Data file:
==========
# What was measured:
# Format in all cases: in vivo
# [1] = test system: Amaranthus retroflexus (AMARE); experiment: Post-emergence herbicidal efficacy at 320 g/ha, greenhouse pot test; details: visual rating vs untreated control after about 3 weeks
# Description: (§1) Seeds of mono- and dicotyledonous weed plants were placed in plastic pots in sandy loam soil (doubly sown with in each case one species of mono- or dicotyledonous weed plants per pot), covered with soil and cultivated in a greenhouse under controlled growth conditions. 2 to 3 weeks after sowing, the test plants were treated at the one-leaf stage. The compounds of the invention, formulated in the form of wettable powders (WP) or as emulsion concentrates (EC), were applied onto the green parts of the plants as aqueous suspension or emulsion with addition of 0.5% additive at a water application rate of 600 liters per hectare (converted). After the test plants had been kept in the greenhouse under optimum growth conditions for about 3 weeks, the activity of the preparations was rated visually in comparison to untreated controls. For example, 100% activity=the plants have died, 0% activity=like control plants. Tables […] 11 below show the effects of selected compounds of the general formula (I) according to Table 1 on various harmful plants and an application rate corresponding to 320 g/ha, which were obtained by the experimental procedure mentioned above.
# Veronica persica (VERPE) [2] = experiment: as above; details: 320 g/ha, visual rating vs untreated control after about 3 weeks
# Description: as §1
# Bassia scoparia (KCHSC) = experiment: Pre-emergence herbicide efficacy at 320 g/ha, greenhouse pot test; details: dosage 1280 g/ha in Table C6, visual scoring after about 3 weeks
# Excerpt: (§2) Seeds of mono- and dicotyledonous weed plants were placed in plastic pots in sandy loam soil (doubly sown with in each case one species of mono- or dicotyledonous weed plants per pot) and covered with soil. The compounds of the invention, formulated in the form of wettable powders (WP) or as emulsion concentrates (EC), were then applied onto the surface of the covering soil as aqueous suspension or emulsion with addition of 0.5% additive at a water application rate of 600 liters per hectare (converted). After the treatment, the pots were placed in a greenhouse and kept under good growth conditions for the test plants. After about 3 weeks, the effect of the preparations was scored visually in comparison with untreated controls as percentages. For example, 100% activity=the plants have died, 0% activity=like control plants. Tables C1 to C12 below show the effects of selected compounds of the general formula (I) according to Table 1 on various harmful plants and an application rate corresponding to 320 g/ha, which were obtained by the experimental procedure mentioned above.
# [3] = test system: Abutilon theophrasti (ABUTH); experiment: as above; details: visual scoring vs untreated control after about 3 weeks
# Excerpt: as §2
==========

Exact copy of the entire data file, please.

# What was measured:
# Format in all cases: in vivo
# [1] = test system: Amaranthus retroflexus (AMARE); experiment: Post-emergence herbicidal efficacy at 320 g/ha, greenhouse pot test; details: visual rating vs untreated control after about 3 weeks
# Description: (§1) Seeds of mono- and dicotyledonous weed plants were placed in plastic pots in sandy loam soil (doubly sown with in each case one species of mono- or dicotyledonous weed plants per pot), covered with soil and cultivated in a greenhouse under controlled growth conditions. 2 to 3 weeks after sowing, the test plants were treated at the one-leaf stage. The compounds of the invention, formulated in the form of wettable powders (WP) or as emulsion concentrates (EC), were applied onto the green parts of the plants as aqueous suspension or emulsion with addition of 0.5% additive at a water application rate of 600 liters per hectare (converted). After the test plants had been kept in the greenhouse under optimum growth conditions for about 3 weeks, the activity of the preparations was rated visually in comparison to untreated controls. For example, 100% activity=the plants have died, 0% activity=like control plants. Tables […] 11 below show the effects of selected compounds of the general formula (I) according to Table 1 on various harmful plants and an application rate corresponding to 320 g/ha, which were obtained by the experimental procedure mentioned above.
# Veronica persica (VERPE) [2] = experiment: as above; details: 320 g/ha, visual rating vs untreated control after about 3 weeks
# Description: as §1
# Bassia scoparia (KCHSC) = experiment: Pre-emergence herbicide efficacy at 320 g/ha, greenhouse pot test; details: dosage 1280 g/ha in Table C6, visual scoring after about 3 weeks
# Excerpt: (§2) Seeds of mono- and dicotyledonous weed plants were placed in plastic pots in sandy loam soil (doubly sown with in each case one species of mono- or dicotyledonous weed plants per pot) and covered with soil. The compounds of the invention, formulated in the form of wettable powders (WP) or as emulsion concentrates (EC), were then applied onto the surface of the covering soil as aqueous suspension or emulsion with addition of 0.5% additive at a water application rate of 600 liters per hectare (converted). After the treatment, the pots were placed in a greenhouse and kept under good growth conditions for the test plants. After about 3 weeks, the effect of the preparations was scored visually in comparison with untreated controls as percentages. For example, 100% activity=the plants have died, 0% activity=like control plants. Tables C1 to C12 below show the effects of selected compounds of the general formula (I) according to Table 1 on various harmful plants and an application rate corresponding to 320 g/ha, which were obtained by the experimental procedure mentioned above.
# [3] = test system: Abutilon theophrasti (ABUTH); experiment: as above; details: visual scoring vs untreated control after about 3 weeks
# Excerpt: as §2